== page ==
On simple construction - why do so many details still specify steel reinforcement in sidewalks? This seems to me to be the place where construction most deviates from specification. There's one reason I can see to still ideally require mesh - to (hopefully) reduce vertical faulting at joints in an attempt to improve ADA compliance. But improperly placed mesh (like straight on grade or top of base course) doesn't provide this function and even properly placed mesh is attacked by water intrusion and eventual blowouts caused by rusting all joints.

Quote (ron)

I would not place an expansion joint any closer than every 200 feet for a sidewalk.

I'm glad we're on the same page here. My current detail specifies expansion joints every 40 feet. I have never been able to figure out why. For the same reasoning, I also questioning the utility of expansion material against most cold joints - like on longitudinal joints where both sides of a new 5' wide sidewalk are constrained between, say, a curb and a wall. This is another common aspect of municipal sidewalk details. Seems like the practice just accelerates water intrusion into the structure.

Quote (Ron)

the crew would have to come back later in the day for sawcutting...probably won't happen.

You've got me there - and also the likelihood that they often cut into curbs. I just wish more contractors would use tools with bits more than 7/8" deep. Our sidewalk spec is 6" thick, so a 7/8" deep tool joint seems severely inadequate to me.

Thanks again for your time and thoughts.

RE: Sidewalk Standard Details and Specs: Base Materials, Reinforcement, and Jointing

@brav....I agree with the FHWA tech brief; however, it is limited to rigid pavement subbases, not pavements in general. Your post mentioned "bases" not subbases so I responded in that context alone.

For rigid pavement subjected to high loading, drainage at the subbase level does take precedent over subbase strength since the pavement surface design has hopefully accommodated the strength issue.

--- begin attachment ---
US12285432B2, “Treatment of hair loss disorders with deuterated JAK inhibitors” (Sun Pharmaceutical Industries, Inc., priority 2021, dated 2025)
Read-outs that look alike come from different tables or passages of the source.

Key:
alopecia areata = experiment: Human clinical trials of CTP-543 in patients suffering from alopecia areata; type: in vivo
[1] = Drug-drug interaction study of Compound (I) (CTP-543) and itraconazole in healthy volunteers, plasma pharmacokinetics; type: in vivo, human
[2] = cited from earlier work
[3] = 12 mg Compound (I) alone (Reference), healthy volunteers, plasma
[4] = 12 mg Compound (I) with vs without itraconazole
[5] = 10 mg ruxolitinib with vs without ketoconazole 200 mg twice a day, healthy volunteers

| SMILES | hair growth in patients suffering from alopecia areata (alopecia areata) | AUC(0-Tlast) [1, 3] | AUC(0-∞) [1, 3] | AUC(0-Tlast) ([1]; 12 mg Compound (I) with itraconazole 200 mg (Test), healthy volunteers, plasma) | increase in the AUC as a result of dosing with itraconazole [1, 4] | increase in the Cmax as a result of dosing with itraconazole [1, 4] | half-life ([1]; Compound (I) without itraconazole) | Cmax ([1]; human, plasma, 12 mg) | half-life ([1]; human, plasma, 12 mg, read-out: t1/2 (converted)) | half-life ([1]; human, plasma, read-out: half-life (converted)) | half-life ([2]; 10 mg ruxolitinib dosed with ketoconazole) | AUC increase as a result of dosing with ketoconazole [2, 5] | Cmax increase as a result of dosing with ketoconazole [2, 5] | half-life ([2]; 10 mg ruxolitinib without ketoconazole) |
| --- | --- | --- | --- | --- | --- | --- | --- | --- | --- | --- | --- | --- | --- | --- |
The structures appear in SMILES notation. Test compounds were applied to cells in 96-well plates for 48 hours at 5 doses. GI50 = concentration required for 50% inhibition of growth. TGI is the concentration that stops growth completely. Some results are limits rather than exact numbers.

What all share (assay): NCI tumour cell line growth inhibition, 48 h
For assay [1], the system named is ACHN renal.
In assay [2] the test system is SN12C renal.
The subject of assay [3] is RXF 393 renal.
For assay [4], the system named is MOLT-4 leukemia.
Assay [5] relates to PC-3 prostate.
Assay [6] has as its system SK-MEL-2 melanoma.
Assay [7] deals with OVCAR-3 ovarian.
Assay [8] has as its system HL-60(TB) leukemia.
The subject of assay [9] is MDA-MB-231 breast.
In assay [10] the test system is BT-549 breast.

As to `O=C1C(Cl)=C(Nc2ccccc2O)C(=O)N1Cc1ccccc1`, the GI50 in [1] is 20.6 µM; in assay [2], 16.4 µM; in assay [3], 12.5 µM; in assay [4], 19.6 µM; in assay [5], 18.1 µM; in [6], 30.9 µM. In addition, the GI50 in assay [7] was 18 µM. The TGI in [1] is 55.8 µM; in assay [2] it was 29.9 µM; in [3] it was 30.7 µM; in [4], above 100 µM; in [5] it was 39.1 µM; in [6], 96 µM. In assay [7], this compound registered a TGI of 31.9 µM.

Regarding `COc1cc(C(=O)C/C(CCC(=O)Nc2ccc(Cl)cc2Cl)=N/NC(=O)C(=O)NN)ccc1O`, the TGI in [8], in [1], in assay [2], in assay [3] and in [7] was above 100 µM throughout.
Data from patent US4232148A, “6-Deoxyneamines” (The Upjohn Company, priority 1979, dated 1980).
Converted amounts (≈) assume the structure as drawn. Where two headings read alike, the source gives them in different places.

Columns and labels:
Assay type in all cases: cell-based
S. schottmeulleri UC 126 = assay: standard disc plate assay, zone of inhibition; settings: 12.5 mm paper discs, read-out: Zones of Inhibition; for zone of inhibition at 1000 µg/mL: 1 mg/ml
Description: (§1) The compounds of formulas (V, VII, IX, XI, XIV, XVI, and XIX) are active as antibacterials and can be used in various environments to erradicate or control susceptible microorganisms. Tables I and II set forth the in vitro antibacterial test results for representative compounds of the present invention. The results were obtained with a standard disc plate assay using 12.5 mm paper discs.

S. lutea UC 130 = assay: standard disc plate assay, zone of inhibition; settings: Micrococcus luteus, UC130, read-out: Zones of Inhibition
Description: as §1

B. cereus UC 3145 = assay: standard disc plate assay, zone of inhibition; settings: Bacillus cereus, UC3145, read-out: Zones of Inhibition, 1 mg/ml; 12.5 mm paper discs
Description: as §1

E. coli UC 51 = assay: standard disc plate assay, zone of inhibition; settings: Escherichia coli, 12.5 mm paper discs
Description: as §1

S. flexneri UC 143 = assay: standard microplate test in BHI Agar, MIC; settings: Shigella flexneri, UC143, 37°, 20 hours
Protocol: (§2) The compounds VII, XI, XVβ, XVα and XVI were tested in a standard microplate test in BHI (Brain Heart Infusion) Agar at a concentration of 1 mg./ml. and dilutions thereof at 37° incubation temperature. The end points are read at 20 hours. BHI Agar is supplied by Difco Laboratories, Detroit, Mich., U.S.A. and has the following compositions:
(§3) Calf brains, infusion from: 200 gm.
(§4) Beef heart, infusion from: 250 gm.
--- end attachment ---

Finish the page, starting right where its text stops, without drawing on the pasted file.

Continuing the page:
I recently had an additional width added to my pool deck apron. It is 4" thick. The joints were tooled to match existing control joints. The depth of tooling is about 1/2 inch. So far, two of the joints have cracked as they should, but others have not yet cracked and probably won't. There are no other cracks in the addition.

One advantage of tooling joints is that it occurs while the concrete is in a plastic state. As the concrete gains strength, that reduction in cross-section that is already in place allows initial microcracking to occur and ultimately full depth cracking to relieve shrinkage stresses. The initial microcracking from the surface down actually increases the effectiveness of the tooling depth, thus allowing proper cracking to relieve full section shrinkage stresses.

RE: Sidewalk Standard Details and Specs: Base Materials, Reinforcement, and Jointing

(OP)
Ah, pardon my generalization. Good point about the microcracking around tooled joints that occurs as the concrete cures.

Quote (ron)

I recently had an additional width added to my pool deck apron.

Did you elect to use any steel reinforcement in this concrete?

RE: Sidewalk Standard Details and Specs: Base Materials, Reinforcement, and Jointing

I think this paper is a must read, as it addresses many, if not all, of your concerns. Also note, that each local has its own pavement design criteria that shouldn't be overlooked. Link.

RE: Sidewalk Standard Details and Specs: Base Materials, Reinforcement, and Jointing

@brav....no reinforcement.

RE: Sidewalk Standard Details and Specs: Base Materials, Reinforcement, and Jointing

In my local, I have yet to see a residential walkway/pavement having any form of reinforcement. Tooled or saw cut joint every 4'-5', and full depth control joint every 40'-50', no dowels. I think it is convenient for staggering concrete placement.